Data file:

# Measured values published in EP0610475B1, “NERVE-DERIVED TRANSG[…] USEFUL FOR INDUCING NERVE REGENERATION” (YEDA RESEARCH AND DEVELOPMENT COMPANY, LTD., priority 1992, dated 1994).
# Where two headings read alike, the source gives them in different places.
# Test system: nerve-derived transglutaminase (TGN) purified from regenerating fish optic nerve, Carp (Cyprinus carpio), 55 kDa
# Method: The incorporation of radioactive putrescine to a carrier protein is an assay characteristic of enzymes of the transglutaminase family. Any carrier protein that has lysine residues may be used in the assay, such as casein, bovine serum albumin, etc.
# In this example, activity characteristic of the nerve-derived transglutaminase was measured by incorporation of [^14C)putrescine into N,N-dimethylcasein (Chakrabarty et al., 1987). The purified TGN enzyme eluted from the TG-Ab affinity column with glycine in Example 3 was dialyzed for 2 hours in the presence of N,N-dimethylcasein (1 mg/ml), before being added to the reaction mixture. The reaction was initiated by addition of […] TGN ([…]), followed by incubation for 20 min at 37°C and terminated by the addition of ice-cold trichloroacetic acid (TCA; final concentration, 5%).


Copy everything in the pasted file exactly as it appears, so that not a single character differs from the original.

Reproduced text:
# Measured values published in EP0610475B1, “NERVE-DERIVED TRANSG[…] USEFUL FOR INDUCING NERVE REGENERATION” (YEDA RESEARCH AND DEVELOPMENT COMPANY, LTD., priority 1992, dated 1994).
# Where two headings read alike, the source gives them in different places.
# Test system: nerve-derived transglutaminase (TGN) purified from regenerating fish optic nerve, Carp (Cyprinus carpio), 55 kDa
# Method: The incorporation of radioactive putrescine to a carrier protein is an assay characteristic of enzymes of the transglutaminase family. Any carrier protein that has lysine residues may be used in the assay, such as casein, bovine serum albumin, etc.
# In this example, activity characteristic of the nerve-derived transglutaminase was measured by incorporation of [^14C)putrescine into N,N-dimethylcasein (Chakrabarty et al., 1987). The purified TGN enzyme eluted from the TG-Ab affinity column with glycine in Example 3 was dialyzed for 2 hours in the presence of N,N-dimethylcasein (1 mg/ml), before being added to the reaction mixture. The reaction was initiated by addition of […] TGN ([…]), followed by incubation for 20 min at 37°C and terminated by the addition of ice-cold trichloroacetic acid (TCA; final concentration, 5%).